UK Docs: “Active Euthanasia” on Disabled Newborns Will Cut Abortion Rates
By Gudrun Schultz
LONDON, United Kingdom, November 6, 2006 (LifeSiteNews.com ) - Britain’s Royal College of Obstetricians and Gynaecology has put forth a proposal calling for the active euthanasia of babies born with serious health problems, the Times reported Sunday.Â One argument the doctors are using is that the possibility of killing newborns after birth will reduce “late abortions”.
The college is arguing that medical advances which allow severely disabled babies to survive more often and with longer life spans make the option of “active euthanasia” necessary for the wellbeing of families.
“A very disabled child can mean a disabled family,” the proposal said. “If life-shortening and deliberate interventions to kill infants were available, they might have an impact on obstetric decision-making, even preventing some late abortions, as some parents would be more confident about continuing a pregnancy and taking a risk on outcome.”
The proposal was directed to an ongoing inquiry into the ethical issues surrounding medical treatment of newborns with severe birth defects, carried out by the Nuffield Council on Bioethics.
“We would like the working party to think more radically about non-resuscitation, withdrawal of treatment decisions, the best interests test and active euthanasia,” the college stated in the submission to the inquiry, “as they are ways of widening the management options available to the sickest newborns.”
The college denied that it was formally requesting the introduction of active euthanasia, saying it wants to open debate on the issue in UK society.
While the proposal doesn’t specify which specific conditions would make a child a candidate for euthanasia, the Netherlands’ Groningen Protocol, considered the prototype program for infant euthanasia by advocates, targets babies born with non-curable but not necessarily terminal conditions such as spina bifida and epidermolysis bullosa, a rare and painful skin condition.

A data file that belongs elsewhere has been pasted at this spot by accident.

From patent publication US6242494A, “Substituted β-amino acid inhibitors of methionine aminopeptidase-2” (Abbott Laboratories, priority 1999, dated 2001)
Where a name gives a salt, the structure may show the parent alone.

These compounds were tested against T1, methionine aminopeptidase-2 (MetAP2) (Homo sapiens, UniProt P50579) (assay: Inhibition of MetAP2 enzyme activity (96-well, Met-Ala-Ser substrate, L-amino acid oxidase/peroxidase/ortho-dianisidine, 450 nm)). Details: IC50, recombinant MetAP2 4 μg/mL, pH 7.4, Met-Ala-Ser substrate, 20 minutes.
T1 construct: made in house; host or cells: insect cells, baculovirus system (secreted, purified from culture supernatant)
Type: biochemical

Doctors who strongly oppose euthanasia as a response to disability and suffering include John Wyatt, consultant neonatologist at University College London hospital, who told the Times, “Intentional killing is not part of medical care.”
“The majority of doctors and health professionals believe that once you introduce the possibility of intentional killing into medical practice you change the fundamental nature of medicine. It immediately becomes a subjective decision as to whose life is worthwhile,” Dr. Wyatt said.
“It changes medicine into a form of social engineering where the aim is to maximise the benefit for society and minimise those who are perceived as worthless.”
Simone Aspis, speaking for the British Council of Disabled People, said, “If we introduced euthanasia for certain conditions it would tell adults with those conditions that they were worth less than other members of society.”
The Netherlands’ recently-adopted program of infant euthanasia was co-authored by Dr. Pieter Sauer. He told the Times the practice should be legalized in the UK , since he knew of British doctors who already euthanized disabled infants.
Bioethics professor John Harris, with the Manchester University and a member of the government’s Human Genetics Commission, said the law permitting abortion of disabled babies up until birth was reason enough to permit infanticide of disabled newborns.
“We can terminate for serious foetal abnormality up to term but cannot kill a newborn. What do people think has happened in the passage down the birth canal to make it okay to kill the fetus at one end of the birth canal but not at the other?” he said.
To express concerns to Prime Minister Tony Blair
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